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'Exceptional set of circumstances' converge to shatter streamflow records across southern Montana

State climatologist says recent temperature and precipitation trends could pull south-central and southwest Montana out of drought.

Low temperatures and persistent precipitation combined with an unusually high June snowpack to set the stage for historic flooding in southwest and south-central Montana last week. At least five rivers in Park, Carbon and Stillwater counties set all-time records for high flows, wiping out bridges and roads and sending entire buildings downstream in the process.

Ed McIntosh, a meteorologist with Billings news station Q2, said a recent cycle of precipitation from the West Coast brought a significant amount of rainfall to southern Montana, where it went to work melting an already ample snowpack in the Upper Yellowstone Basin.

He said an atmospheric river - "basically a high-elevation firehose" -  fell on snowpack in the Beartooth and Absaroka mountains that's two to three times the depth it would normally be at this point in the season due to an especially cool May and June. That resulted in an "exceptional set of circumstances" for both rainfall and snowmelt to enter watersheds in Park, Carbon and Stillwater counties. 

Rain on top of snow can rapidly accelerate snowmelt. McIntosh compared it to the process of thawing frozen food under running water.

"The net effect of rain on snow is that it's definitely going to melt snow faster," he said.

Flows high enough to dislodge U.S. Geological Survey stream gauges set all-time records, particularly in waterways issuing out of the Beartooth and Absaroka mountains.

The USGS gauge on the Yellowstone River at Corwin Springs, near Yellowstone National Park's northern entrance, registered a record volume of 49,400 cubic feet per second at 2 p.m. yesterday - double the previous morning's recording and toppling the previous record of 32,200 cfs and gauge height of 10.92 feet set in 1996.

The Lamar, Gardner, Clark's Fork and Stillwater rivers also posted record numbers yesterday, and Rock Creek - which wiped out several bridges and turned Red Lodge's main drag into a shallow channel  - also appears to have broken records. The USGS's gauge registered its last reading at 9:15 a.m. Monday before it became non-functional due to flood damage. It was reading 8.5 feet at the time, breaking the 2011 record of 7.8 feet.

The Stillwater River obliterated its old record of 12,000 cfs, reaching an astonishing volume of 23,900 cfs and exceeding the 7.5-foot flood stage threshold by 2.5 feet. It wiped out a road leading to the Sibanye-Stillwater mine.

All those rivers run into the Yellowstone, which continues flowing east and north before reaching the Missouri River on the east side of the Montana-North Dakota border.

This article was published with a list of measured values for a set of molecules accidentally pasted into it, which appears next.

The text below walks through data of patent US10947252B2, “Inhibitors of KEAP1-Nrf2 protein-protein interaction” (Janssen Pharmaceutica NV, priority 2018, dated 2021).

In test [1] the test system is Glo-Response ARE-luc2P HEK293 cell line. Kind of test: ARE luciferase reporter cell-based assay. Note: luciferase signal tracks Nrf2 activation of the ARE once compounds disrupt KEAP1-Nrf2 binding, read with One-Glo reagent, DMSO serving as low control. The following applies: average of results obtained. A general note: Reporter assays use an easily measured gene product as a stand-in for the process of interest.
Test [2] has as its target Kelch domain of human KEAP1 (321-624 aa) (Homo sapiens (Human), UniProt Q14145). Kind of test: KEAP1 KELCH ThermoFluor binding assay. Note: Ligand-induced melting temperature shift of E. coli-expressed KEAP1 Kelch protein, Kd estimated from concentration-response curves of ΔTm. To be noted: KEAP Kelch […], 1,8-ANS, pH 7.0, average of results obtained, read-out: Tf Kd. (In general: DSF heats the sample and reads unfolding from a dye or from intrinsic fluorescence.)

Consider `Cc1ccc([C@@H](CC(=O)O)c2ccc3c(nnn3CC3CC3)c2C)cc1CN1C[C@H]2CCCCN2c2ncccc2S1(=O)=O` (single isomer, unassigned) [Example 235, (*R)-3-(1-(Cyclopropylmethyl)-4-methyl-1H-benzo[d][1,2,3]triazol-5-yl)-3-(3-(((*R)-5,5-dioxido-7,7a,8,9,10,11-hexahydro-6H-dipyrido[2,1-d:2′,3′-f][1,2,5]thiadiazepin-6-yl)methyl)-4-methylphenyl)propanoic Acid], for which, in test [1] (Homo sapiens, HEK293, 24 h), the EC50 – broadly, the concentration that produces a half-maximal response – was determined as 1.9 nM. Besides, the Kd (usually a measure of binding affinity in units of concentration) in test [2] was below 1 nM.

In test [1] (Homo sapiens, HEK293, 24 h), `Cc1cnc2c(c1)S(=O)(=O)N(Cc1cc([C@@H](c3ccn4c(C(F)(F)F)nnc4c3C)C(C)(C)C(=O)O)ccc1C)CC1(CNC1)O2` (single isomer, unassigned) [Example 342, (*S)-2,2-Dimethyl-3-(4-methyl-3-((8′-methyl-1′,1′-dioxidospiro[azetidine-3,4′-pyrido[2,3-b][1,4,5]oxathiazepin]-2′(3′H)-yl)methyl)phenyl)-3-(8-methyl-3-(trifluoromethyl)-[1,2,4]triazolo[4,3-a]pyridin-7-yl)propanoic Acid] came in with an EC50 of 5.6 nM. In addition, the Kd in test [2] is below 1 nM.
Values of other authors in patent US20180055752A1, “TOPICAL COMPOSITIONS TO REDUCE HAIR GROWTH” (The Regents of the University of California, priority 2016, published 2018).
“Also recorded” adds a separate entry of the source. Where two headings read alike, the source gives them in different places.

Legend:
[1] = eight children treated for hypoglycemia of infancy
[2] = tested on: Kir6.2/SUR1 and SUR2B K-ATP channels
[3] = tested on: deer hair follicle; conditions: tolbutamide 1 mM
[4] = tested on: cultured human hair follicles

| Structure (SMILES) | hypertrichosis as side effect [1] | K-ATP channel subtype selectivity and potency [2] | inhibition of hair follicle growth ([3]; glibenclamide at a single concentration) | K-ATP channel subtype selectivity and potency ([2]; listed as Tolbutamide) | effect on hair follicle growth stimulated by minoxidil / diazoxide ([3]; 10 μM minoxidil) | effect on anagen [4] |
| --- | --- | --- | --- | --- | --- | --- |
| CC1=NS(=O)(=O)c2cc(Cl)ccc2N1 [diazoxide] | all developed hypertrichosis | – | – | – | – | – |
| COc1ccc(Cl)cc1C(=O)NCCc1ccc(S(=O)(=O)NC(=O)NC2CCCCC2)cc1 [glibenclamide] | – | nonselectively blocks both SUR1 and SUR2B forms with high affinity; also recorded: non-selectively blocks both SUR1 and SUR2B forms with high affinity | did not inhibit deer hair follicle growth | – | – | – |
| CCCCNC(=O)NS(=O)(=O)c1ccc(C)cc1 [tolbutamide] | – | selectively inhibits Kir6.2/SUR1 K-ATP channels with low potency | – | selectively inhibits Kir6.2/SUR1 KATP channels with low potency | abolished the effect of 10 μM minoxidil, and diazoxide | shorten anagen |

Emergency responders have been tracking the Yellowstone's flow further downstream in communities like Billings and Miles City.

McIntosh said he expected  the Yellowstone River at Billings, hundreds of river miles downstream of the Corwin Springs gauge - to peak around 2 p.m. Tuesday, reaching a moderate flood stage. As of 3 p.m. the Billings gauge read 14.73 feet, below the site's record of 15 feet and well within moderate flood stage. 

The USGS is forecasting that the Yellowstone River at Miles City will continue rising through Thursday afternoon, when it's expected to reach minor flood stage. McIntosh noted that cooler temperatures will slow snowmelt over the next few days, but that there's still plenty of snow up high that will work its way to lower elevations in the coming weeks.

State climatologist and University of Montana watershed hydrology professor Kelsey Jencso said the recent precipitation and snowmelt in southern Montana might be enough to pull parts of south-central and southwest Montana out of a persistent drought that's dried out soil, desiccated crops, depleted groundwater, and sapped the moisture out of vegetation, making it more available to burn.

He told Montana Free Press Tuesday afternoon that he expects by next week those parts of the state will transition from "moderate drought" to "abnormally dry" or lose their drought designation altogether.

"We're banking a lot of moisture right now, and that's really going to help alleviate drought conditions," he said.

Jencso said even though high streamflows can be devastating for infrastructure like bridges, roads, homes and even dams, they will be a net benefit for aquatic ecosystems by supporting adequate flows and cooler temperatures heading into the hottest months of the year.

He also said more data is needed to establish if the flooding is directly related to climate change trends, but noted that this week's flooding is the result of a springtime precipitation event that the 2017 Montana Climate Assessment anticipates.

"That's what's hard to wrap your head around," he said. "It's really the variability and the predictability - the extreme ends of these things."

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